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Do philosophers of history operate on any kind of different modes of thinking or

Do philosophers of history operate on any kind of different modes of thinking or inquiry as compared to professional historians? One question I'm struggling to understand is just when if ever does studying history lead to normative ethics for the present day on how to act towards certain groups?

Interesting! In order to practice and contribute to the philosophy of history, philosophers need to know both a wide range of works of history as well as to know about the methods employed by historians, but they do not need to be historians themselves. So, in your terms, philosophers of history need not use the same "modes of inquiry as compared to professional historians." The same is true in, say, philosophy of art in general or philosophy of biology. In philosophy of history general questions are raised about truth, testimony, the meaning of events, the nature of causation and historical explanation, and so on. Professional historians may presuppose a philosophy of truth (etc) but in constructing the history of the French Revolution (for example), they need not engage in any explicit reflection on alternative philosophies of truth, testimony, etc. As for history leading to normative ethics, matters are complex. Arguably the practice of history itself will rest on some value judgements (even if it is the vague judgement that some events are more interesting to study than others). But apart from the values that are assumed as the motive for doing history, the practice of history may be ethically illuminating in many ways, including:

History provides us with the opportunity to learn of (and from) the moral thinking of others. For a great book on this, see Thomas Carson's Lincoln's Ethics, Cambridge University press. Brilliant!

Historical accounts may inform our assigning responsibilities for good or ill in the present. We may, for example, discover that some of us today have duties of compensation owed to others.

Historians may uncover cultures and traditions that offer us today cogent or challenging teachings about values that we have neglected

History may provide us with patterns we can learn from. I think that the architects of the western incursion into Iraq could have learned the imprudence of this act based on the study of similar invasions.

That is only a beginning. For an excellent introduction to philosophy of history, see History and Theory; Contemporary Readings ed. by Brian Fay, P. Pomper, and R.T. Vann.

Interesting! In order to practice and contribute to the philosophy of history, philosophers need to know both a wide range of works of history as well as to know about the methods employed by historians, but they do not need to be historians themselves. So, in your terms, philosophers of history need not use the same "modes of inquiry as compared to professional historians." The same is true in, say, philosophy of art in general or philosophy of biology. In philosophy of history general questions are raised about truth, testimony, the meaning of events, the nature of causation and historical explanation, and so on. Professional historians may presuppose a philosophy of truth (etc) but in constructing the history of the French Revolution (for example), they need not engage in any explicit reflection on alternative philosophies of truth, testimony, etc. As for history leading to normative ethics, matters are complex. Arguably the practice of history itself will rest on some value judgements (even if...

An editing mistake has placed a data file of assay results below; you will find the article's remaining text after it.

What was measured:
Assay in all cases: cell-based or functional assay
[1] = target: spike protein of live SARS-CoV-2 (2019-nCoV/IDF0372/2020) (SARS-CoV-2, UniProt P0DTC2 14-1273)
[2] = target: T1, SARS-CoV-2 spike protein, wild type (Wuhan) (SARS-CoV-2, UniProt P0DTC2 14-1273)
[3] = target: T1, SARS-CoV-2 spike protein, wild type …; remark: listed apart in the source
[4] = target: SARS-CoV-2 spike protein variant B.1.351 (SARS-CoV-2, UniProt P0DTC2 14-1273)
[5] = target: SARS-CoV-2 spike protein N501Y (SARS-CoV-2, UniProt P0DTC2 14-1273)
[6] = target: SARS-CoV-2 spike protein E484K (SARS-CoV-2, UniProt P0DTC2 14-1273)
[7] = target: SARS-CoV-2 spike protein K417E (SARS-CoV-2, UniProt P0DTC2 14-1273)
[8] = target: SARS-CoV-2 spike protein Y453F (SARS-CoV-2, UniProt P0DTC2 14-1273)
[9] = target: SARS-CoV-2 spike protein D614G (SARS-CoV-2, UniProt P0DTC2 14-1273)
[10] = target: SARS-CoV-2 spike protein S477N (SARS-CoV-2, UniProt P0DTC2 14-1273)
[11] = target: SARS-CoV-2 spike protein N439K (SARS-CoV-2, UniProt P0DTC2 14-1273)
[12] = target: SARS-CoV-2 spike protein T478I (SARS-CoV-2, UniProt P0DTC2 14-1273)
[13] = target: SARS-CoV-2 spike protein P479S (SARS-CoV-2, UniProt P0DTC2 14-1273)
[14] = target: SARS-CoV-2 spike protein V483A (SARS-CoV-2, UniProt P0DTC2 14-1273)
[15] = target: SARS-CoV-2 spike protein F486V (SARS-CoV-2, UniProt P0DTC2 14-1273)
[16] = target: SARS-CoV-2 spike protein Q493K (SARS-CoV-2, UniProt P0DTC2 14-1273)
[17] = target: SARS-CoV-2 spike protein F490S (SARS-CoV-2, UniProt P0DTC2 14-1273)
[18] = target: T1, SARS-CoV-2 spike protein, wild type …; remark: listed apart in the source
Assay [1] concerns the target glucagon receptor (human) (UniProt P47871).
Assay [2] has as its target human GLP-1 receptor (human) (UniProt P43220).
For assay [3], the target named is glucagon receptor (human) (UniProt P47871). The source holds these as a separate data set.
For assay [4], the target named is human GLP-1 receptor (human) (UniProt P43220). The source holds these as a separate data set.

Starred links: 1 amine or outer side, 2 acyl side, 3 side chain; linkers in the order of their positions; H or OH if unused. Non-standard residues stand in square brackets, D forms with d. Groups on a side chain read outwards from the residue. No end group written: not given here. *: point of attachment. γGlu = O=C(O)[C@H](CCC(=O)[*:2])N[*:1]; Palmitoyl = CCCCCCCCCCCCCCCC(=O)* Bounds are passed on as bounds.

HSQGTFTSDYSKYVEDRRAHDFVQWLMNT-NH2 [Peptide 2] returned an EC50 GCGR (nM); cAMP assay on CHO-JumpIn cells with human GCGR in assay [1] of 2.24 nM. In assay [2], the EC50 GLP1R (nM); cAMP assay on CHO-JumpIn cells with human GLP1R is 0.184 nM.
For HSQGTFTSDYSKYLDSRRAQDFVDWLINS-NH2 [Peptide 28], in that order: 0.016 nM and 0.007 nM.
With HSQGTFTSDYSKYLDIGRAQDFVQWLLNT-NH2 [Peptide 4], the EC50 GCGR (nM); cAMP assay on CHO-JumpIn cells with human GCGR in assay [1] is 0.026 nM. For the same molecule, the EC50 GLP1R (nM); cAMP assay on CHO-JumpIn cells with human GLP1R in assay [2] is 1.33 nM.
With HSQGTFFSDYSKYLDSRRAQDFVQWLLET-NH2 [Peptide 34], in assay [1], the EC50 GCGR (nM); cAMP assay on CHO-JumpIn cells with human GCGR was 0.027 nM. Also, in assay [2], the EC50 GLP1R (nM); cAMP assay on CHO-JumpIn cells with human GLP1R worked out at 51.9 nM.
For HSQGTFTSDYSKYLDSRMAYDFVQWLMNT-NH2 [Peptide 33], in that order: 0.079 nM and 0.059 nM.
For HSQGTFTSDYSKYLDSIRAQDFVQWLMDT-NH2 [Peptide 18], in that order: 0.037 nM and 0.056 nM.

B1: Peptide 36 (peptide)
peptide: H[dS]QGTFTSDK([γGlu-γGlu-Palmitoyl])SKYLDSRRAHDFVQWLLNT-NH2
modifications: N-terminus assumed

Can historical value judgements be objective? Because questions presuppose other

Can historical value judgements be objective? Because questions presuppose other questions having been answered, it seems crucial to figure out what prior questions it assumes, and philosophy of history often boils down to the psychological motives of people and individuals which must involve interpretations and not just a listing of facts.

To begin with some of your observations and then move to your question: I believe you are quite right that history involves more than the listing of facts that might be more true of a chronicle than a history and the practice of history involves interpretation. While for some historians and in some philosophies of history psychological motives and individual agency are important, but for Marxist historians and a Marxist philosophy of history there is more of a stress on economic forces and social relations. I suggest that the more plausible philosophies of history recognize historical explanations as a species or type of causal explanation. So, in my view, an historical explanation of the French Revolution identifies elements persons, events the explain what happened in France in 1789 for example implying that if those elements had not occurred, the French Revolution would not have taken place. If the historian thinks the French Revolution WOULD have occurred any way, her primary explanation is nonetheless causal though it is on her account a sufficient but not necessary cause. Causal historical explanations may also involve a kind of over-determination. For example, in the USA today, the explanation of why Republicans oppose the current President's foreign policy may be both because of the content of the policy itself but also because they are the policies of a Democratic President. Either explanation alone can account for the stand taken by Republicans, but together both explanations may truly capture the current situation as well as explain the zeal behind the Republican's position --what you might refer to as their psychological motives.